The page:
The digitization of the auto industry has given car manufacturers the ability to make great strides in the marketplace – from digitizing operations, to accelerate speed-to-market, to harnessing the power of connectivity, to capitalizing on the burgeoning connected vehicle market. While many car makers have begun to use digital technologies to attract and retain customers, many may not be optimizing the use of digital technology inside their own business.
Accenture believes auto manufacturers that fully digitize their enterprise, focus on the digital customer, and create both digital product and services business models could significantly increase their profitability. By adopting such a comprehensive digital strategy, research shows that an automaker generating $55 billion in annual net revenues could unlock more than $2.3 billion in new value by 2020. Moreover, the competitive landscape is intensifying with the entry of non-traditional participants, such as technology companies that already have access to the auto value chain. Given this development, aggressively leveraging digitization not only makes good business sense, but will be required to remain competitive.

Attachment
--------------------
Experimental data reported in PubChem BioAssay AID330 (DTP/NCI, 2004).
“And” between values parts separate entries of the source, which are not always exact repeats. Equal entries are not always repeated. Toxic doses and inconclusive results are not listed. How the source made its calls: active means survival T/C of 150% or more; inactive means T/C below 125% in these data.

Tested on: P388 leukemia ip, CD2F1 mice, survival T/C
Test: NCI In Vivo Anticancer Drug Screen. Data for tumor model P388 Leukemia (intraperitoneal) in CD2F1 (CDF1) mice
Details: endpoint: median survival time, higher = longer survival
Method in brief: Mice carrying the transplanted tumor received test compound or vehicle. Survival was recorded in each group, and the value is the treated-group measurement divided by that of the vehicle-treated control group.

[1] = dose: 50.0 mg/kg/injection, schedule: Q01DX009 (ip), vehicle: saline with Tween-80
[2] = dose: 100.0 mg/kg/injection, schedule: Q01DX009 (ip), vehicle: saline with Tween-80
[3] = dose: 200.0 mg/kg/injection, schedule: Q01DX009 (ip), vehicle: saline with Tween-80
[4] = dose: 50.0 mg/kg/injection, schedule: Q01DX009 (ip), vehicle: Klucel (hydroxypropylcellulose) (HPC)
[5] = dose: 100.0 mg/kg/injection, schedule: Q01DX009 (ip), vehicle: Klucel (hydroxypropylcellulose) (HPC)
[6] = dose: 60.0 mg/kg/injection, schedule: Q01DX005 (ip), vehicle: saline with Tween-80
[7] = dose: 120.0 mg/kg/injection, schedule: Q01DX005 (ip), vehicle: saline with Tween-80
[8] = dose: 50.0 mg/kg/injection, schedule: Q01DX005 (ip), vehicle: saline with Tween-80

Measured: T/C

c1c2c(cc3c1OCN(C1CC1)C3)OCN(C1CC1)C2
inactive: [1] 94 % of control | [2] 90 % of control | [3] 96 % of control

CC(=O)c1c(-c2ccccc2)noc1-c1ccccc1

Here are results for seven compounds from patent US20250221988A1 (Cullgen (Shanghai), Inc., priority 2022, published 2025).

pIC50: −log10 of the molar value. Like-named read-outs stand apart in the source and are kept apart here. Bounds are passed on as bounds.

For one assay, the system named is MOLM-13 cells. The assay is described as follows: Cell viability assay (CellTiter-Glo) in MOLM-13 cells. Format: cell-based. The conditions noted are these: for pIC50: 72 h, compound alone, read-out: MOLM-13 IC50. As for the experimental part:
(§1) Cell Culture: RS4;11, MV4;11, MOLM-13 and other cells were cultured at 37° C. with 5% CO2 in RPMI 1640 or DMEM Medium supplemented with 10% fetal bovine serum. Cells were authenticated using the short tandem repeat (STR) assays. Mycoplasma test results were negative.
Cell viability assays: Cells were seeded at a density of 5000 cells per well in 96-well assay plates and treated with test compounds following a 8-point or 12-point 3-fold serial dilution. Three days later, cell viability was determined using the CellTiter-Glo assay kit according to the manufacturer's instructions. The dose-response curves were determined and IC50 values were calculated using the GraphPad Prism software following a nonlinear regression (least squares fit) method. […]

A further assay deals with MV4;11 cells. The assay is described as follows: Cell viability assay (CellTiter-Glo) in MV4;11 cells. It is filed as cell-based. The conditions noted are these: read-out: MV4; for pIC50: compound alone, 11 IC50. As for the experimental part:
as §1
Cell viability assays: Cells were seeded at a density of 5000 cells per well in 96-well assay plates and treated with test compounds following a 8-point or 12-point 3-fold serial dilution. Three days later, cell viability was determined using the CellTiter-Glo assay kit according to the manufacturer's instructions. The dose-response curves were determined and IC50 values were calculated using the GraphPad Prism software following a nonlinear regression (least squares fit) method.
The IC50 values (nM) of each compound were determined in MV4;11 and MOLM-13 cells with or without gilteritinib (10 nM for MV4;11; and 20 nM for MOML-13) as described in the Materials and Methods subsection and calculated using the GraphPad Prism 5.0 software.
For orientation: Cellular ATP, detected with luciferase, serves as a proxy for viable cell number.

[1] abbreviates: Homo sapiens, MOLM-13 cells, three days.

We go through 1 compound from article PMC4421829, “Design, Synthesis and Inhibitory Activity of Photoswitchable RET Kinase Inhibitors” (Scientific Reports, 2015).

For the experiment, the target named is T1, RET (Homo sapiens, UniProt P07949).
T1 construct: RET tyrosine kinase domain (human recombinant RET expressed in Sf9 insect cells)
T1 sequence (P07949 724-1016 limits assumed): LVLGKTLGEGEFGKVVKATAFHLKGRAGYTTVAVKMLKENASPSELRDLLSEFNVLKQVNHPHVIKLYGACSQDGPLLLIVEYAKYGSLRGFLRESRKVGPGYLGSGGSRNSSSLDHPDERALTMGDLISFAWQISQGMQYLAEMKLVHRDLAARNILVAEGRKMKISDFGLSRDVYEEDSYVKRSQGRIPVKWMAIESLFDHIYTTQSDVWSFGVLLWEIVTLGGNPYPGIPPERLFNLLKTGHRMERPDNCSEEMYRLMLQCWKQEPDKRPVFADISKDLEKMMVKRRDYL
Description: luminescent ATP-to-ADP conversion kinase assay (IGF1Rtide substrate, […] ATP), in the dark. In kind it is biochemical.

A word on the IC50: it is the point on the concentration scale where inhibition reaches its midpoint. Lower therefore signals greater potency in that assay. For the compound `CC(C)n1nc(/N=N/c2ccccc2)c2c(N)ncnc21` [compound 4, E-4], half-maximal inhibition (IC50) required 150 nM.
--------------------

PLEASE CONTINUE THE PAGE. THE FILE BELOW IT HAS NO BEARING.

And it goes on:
While most in the industry recognize the power of digitization to transform their brands in ways that will appeal to consumers, many are only partially digitizing key areas of their current value chain. In today’s rapidly changing market adopting a limited approach to digitization will not be enough. Automakers could lose up to 15 percent of current profitability, and significantly more than that in missed future opportunities by not pursing a robust digital strategy.